Monday, May 10, 2010

The Doll I'll Never Admit is Better, Pt. 3-ish

Remember this? When I went on and on about a silly doll? And then that very same month when I made a  promise to my daughter and made plans to break my own rule again?

The time finally came, the stars aligned, or whatever, Madison's finger dried out, and my sister and her little one packed into our filthy van (because I'm pretty sure I heard Victoria beg to join all the girls,) and our vehicle headed in the direction of the big city. Or at least the biggest Mall in America.

The girls had talked about which doll Madison would choose. Megan had picked one that looked like her. Would Madison decide on Julie or Kit?

We arrived at little girl heaven. Madison flitted like a bee from display to display and after much scrutiny, picked Molly.



That' not what we talked about! She doesn't look anything like Molly! At this revelation and change in plans, I did not resort to meddling and manipulation. Rather, I lovingly encouraged and guided Madison to make a better choice. A cuter choice. A different choice.

Or not.

What had made her change her mind? If it was the glasses, could we buy a pair for, say, Kit?

"No." Said she, with confidence, and not a little defiant shake of the head.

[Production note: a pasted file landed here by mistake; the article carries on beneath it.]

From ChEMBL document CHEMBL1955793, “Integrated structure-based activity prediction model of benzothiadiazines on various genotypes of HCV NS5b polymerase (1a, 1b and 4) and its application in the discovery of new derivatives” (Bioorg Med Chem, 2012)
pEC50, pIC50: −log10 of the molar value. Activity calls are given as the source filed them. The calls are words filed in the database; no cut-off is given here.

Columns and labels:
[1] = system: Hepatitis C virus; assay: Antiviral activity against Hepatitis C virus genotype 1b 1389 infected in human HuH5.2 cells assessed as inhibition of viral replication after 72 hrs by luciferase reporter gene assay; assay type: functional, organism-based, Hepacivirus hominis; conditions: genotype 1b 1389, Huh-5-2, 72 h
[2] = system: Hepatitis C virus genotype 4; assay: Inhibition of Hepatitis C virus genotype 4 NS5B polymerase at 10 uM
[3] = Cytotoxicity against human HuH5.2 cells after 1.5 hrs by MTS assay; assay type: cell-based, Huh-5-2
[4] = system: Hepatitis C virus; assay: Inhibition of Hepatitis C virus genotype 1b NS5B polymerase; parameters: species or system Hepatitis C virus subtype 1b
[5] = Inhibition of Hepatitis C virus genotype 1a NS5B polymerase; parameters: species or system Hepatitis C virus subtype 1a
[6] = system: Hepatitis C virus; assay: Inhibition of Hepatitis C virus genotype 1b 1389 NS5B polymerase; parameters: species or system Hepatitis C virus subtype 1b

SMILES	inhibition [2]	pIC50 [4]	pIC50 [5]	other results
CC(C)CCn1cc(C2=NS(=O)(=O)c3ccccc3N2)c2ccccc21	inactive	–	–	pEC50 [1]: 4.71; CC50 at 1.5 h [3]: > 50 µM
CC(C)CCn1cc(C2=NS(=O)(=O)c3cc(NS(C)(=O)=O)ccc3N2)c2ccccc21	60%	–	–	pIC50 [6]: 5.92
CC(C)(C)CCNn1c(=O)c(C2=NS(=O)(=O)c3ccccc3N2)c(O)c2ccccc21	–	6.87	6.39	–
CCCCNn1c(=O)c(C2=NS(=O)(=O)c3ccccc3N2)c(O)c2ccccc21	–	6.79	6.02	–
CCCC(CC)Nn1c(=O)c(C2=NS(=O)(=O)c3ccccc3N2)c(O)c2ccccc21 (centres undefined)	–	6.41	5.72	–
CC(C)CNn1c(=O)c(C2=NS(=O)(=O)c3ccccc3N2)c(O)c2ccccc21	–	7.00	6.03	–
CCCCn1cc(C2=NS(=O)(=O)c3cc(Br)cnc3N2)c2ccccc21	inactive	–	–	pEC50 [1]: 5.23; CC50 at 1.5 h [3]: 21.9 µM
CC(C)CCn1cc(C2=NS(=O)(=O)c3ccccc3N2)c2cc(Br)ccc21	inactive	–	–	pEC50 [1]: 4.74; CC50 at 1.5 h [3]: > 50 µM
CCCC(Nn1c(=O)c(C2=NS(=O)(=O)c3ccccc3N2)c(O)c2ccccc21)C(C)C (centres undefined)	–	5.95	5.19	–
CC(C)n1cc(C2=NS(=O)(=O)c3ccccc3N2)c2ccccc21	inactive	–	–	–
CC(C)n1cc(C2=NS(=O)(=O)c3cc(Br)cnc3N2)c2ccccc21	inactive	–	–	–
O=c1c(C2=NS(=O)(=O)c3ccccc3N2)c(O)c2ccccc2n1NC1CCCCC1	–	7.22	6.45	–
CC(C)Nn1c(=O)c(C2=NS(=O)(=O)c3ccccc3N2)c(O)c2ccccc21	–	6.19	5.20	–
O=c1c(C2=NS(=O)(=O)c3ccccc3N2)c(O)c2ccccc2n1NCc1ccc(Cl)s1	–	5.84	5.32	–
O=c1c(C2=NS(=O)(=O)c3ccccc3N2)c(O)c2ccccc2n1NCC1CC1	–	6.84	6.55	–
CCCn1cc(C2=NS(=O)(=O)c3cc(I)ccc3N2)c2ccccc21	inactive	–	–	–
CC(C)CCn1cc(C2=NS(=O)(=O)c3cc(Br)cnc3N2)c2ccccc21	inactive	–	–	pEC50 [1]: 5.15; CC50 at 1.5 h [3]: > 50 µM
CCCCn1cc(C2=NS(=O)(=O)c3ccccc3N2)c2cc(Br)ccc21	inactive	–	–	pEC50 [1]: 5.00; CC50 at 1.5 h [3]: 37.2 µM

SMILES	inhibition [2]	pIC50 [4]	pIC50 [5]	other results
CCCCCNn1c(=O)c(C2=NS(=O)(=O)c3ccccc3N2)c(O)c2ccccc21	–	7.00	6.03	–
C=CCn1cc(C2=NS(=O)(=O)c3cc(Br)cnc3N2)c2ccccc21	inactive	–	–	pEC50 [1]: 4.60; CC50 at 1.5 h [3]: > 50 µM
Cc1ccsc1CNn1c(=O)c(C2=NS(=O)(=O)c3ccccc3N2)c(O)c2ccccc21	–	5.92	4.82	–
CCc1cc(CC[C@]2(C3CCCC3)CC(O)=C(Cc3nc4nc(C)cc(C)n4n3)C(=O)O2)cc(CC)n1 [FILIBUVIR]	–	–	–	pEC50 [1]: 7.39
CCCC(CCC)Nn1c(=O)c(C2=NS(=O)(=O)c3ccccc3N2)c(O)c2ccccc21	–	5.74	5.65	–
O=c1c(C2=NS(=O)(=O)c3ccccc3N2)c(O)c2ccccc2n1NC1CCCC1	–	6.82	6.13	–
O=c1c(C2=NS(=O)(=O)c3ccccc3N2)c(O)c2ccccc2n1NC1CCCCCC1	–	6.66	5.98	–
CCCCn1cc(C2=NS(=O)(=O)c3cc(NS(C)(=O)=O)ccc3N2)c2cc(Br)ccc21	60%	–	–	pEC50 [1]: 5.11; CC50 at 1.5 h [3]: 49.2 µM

If it was the fact that we already had the Molly movie, would buying the Kit movie change her mind?

"No." Again. Same stubborn shake of head.

"Nothing you say can make me change my mind. I've made up my mind. Now, let's go buy it already, mom."

I look at my sister. We roll our eyes. Do we let her make this foolish, fashion-less choice, on this last minute whim?

I envision a moment in the near future when she realizes Molly's wardrobe is not quite as cute as another's. Do I risk that amount of money, with the possibility of the doll being scorned and tossed aside later?

I reluctantly follow a Molly toting Madison to the check out line.

"Oh, look!" I see a display of accessories, conveniently displayed for last-minute buyer whims.

"Purple glasses!"

"Madison, if you get Kit, I'll buy these glasses for you, and they will even match her outfit! They're so cute!"

She checks them out.

"OK!" she agrees cheerfully.

And off she trots with Megan to exchange the box holding Molly for a box with Kit.

Whew. That was close.

Am I sorry I manipulated and bribed my daughter to buy what I esteemed to be the cuter doll?
Nope, not at all. Not me!

With relief, we all went to lunch at the American Girl Bistro and everyone lived happily ever after.

We borrowed a friend for Victoria, but she wasn't interested.

(And, in the end, Madison picked the brown glasses, 
not the purple, and I didn't even try to change her mind.)
The end.